There's a lot of valuable perspective out there regarding the shutdown of Full Disclosure, a mailing list where researchers posted details of exploits and software security holes. I'll share that perspective below. But first, here are my thoughts as an ex-journalist who often relied on it for news.
The great videos David Spark produced during RSA Conference 2014 keep rolling in. In this latest episode, security professionals are asked what they would want if they could be granted one wish. The answers are amusing and, in most cases, unattainable.
Visit the site of our partner Tripwire for a related article.
Learn more about becoming an Akamai Partner: http://www.akamai.com/html/partners/index.html
Learn more about Akamai's solutions for the Commerce industry: http://www.akamai.com/html/industry/retail_consumer.html
One of the big topics at last month's RSA Conference was DevOps, the process by which developers and IT operations work together to speed up development and production at unprecedented levels, pushing sometimes thousands of updates to production in a single day.
Gene Kim (@RealGeneKim), author of "The Phoenix Project" and a huge proponent of DevOps production environments, and Josh Corman (@JoshCorman), CTO of Sonatype, explain the benefits in this Tripwire video:
The Tripwire site includes an article on DevOps. Check it out here.
Following last week's cyber-attacks on Meetup's infrastructure, Antone Gonsalves, a reporter from CSO Online, asked me, for an article he was writing, what steps I would recommend CISOs to take "if they came under a similar attack". I hesitated before giving a softball answer, "don't wait for the attack, prepare for it." I could sense the reporter's frustration immediately. He wanted to give his readers step-by-step instructions, to what I have observed to potentially be a very complex problem.
Our researchers spent much of yesterday tracking a massive DDoS exploiting weaknesses in the Wordpress blogging platform. Most of the news reports are consistent with what we saw, so let's take a look at some of the more comprehensive pieces, starting with a CSOonline blog post from Akamai Security Advocate Dave Lewis. The overall message: This latest attack is just another example of an old and unaddressed problem.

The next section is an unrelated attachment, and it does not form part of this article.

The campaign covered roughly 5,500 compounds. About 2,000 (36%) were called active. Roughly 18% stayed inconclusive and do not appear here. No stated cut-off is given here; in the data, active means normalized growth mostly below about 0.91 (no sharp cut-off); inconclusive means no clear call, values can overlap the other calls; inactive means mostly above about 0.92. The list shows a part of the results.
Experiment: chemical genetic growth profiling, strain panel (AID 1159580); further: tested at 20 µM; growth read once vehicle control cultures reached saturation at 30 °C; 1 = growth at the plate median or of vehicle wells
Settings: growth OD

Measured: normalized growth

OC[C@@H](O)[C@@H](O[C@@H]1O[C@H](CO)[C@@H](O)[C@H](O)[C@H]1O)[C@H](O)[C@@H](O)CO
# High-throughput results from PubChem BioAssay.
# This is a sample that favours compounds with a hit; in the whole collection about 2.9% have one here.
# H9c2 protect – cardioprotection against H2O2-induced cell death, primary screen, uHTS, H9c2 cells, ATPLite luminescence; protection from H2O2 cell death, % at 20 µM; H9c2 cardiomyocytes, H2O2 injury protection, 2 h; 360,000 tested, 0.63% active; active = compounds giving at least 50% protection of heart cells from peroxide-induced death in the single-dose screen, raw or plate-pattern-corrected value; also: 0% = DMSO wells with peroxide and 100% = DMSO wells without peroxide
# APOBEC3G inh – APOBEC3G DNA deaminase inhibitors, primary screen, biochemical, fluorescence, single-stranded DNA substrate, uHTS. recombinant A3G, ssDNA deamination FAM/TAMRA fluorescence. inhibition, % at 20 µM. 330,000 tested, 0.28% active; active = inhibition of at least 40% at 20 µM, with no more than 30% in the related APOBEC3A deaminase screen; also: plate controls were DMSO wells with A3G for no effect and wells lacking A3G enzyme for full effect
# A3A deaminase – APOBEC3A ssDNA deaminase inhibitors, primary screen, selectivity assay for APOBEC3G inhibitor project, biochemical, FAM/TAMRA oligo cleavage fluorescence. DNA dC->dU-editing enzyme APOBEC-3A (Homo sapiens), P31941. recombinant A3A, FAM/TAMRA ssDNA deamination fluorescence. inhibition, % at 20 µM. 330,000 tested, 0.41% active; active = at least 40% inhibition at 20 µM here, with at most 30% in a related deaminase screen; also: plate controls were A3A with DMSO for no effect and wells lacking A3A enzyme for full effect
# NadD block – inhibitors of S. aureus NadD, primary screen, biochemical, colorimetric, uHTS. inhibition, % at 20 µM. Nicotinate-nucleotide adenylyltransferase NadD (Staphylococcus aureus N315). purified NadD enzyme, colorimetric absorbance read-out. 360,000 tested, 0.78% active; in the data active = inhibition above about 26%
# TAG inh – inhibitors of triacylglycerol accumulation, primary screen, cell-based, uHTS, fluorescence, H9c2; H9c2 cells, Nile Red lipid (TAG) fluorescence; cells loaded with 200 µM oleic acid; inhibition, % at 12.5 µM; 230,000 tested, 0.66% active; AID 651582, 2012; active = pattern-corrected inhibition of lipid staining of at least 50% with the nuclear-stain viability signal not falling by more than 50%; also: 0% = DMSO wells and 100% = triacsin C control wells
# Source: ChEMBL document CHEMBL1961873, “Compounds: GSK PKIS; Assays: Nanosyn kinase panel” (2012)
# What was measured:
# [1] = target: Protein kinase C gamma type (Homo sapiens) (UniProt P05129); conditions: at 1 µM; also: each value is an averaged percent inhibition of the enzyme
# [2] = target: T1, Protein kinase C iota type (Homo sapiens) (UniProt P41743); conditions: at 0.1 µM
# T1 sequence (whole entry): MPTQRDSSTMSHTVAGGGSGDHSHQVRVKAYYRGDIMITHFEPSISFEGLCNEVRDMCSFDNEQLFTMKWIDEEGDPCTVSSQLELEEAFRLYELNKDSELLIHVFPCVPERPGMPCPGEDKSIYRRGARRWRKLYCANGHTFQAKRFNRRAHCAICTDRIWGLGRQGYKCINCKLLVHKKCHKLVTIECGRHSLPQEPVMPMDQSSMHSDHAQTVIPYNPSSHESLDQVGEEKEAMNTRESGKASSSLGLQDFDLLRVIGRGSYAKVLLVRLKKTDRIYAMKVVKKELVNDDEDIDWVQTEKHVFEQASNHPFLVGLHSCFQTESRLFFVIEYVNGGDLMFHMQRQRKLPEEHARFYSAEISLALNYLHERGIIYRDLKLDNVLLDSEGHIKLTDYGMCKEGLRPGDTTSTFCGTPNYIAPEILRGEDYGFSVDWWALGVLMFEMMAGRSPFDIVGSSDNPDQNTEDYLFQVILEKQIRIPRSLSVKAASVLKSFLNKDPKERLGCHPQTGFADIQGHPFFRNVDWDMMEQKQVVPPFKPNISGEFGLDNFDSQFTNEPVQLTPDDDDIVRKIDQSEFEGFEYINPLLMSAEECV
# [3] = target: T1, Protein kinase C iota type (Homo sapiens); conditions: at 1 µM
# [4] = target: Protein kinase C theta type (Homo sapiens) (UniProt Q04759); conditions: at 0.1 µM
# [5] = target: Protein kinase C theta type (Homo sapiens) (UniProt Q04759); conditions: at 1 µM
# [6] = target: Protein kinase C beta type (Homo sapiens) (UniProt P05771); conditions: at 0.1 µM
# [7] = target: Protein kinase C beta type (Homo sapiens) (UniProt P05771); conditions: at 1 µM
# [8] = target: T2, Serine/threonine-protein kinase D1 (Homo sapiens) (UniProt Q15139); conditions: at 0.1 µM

This week's episode of the Akamai Security Podcast is a recap of RSA Conference 2014, and my guests are Stuart Scholly, SVP and General Manager of Akamai's Security Business Unit, Akamai CSO Andy Ellis, and Program Manager Meg Grady-Troia.
Akamai InfoSec personnel will be on hand this weekend to help run the seventh Annual Northeast Collegiate Cyber Defense Competition, in which students are divided into teams to carry out simulated cyber-defense scenarios.
There's an interesting article in Computerworld today about the dangers surrounding Microsoft's plan to finally pull the plug on Windows XP. The argument goes something like this: Many people still use XP, and depriving them of future security patches could lead to devastating malware infections and, by extension, myriad forms of mayhem.
Patch Tuesday is an important calendar item for Akamai customers, given how dominant Windows machines are in many companies. What follows is a preview of Microsoft's March 2014 Security Update.
I've been thinking a lot about the culture of security since RSA Conference 2014, and find myself returning to a topic that got me in trouble three years ago.
Another RSA Conference and BSidesSF is in the books. Here's a look back at our coverage for the week.